“Maybe I shouldn’t have quit, but you couldn’t be a teenager all your life”


Clark’s friendship with Mercury and the fact that he never married has led to speculation about his sexuality, which I ask. “My sexuality is… me. I am me”, is all he will say. Loud on record, almost silent on his personal life. We move on.

Although he’s about to enter his ninth decade, Clark is keeping an ear out. He thinks Ed Sheeran is one of the “most exciting talents” around. “He reminds me of John Lennon. John might not have a brilliant voice but he had that magic in his voice that, like Freddie, gave you goosebumps. I think Ed’s writing is great. You have to be very talented to go and play Wembley with yourself, without a band or anything,” he says.

Sheeran defines the art of what’s possible if you put your mind to it, Clark argues. “He started out playing on the streets. It’s possible [to make it]. There is a great example. You don’t need to have a big production. There is no magic format.

And what advice would this former rock ‘n’ roll statesman have for young musicians today? “It’s hard because the only way to make money [today] is to do live concerts. We’ve been spoiled with the DC5, the Beatles, the Stones – not only have we packed 40,000 theaters a night, but we’ve sold millions of records. But if you believe you can do it, stick to your beliefs. I go back to what my dad once told me, “Don’t go through life saying, ‘If only.’ Talented people will always win,” he says.

There is also, he concedes, a good deal of luck. If Sullivan hadn’t been watching airport television that night, then the DC5 might never have been in the United States. Had Sullivan taken a different flight, Clark’s stunt career could have encompassed dozens of additional movies. “It’s being in the right place at the right time. It’s luck.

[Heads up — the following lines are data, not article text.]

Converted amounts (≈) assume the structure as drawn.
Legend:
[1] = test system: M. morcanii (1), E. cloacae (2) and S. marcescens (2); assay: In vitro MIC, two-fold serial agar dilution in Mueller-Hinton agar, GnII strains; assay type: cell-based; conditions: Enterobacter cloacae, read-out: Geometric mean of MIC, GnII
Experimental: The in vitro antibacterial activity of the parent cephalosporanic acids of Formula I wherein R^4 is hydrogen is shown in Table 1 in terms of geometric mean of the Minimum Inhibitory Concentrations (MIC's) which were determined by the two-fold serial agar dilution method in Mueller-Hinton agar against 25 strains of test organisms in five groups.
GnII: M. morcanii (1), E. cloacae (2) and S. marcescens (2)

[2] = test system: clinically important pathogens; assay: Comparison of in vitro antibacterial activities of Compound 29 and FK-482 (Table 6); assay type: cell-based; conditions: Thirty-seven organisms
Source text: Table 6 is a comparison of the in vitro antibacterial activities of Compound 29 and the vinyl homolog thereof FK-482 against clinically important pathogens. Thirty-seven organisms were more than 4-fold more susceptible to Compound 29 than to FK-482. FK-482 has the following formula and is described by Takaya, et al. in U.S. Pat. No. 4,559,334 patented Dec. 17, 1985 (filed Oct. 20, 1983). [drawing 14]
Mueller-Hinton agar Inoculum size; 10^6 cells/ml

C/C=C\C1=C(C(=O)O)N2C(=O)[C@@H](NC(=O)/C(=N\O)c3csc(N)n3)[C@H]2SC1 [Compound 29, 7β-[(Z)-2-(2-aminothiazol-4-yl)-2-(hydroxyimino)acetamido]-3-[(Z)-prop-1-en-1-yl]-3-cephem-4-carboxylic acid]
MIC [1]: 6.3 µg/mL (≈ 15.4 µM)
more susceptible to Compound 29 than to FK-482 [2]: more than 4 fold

Clark wants his music to be remembered for its optimism and enjoyment. The joy that Hanks talked about. “There was no heavy messaging or anything,” Clark explains. Maybe now, with this box set, his gems of heart-pounding, heart-pounding, sing-along proto-glam pop will get a little more of the recognition they so clearly deserve. Did Clark ever, I wonder, want to perform again? Didn’t he watch McCartney – almost an exact contemporary – headline Glastonbury this year and thought, “I would love to do a little bit of that?

“No. He was brilliant at Glastonbury. He did three hours and he was brilliant,” he pauses. “No…I don’t know. Looking back, maybe I shouldn’t have stopped , but you couldn’t be a teenager all your life. And I wanted to be Dave Clark the person again. There were other things I wanted to do.

All The Hits – The 7” Collection by The Dave Clark Five is out October 28 on BMG


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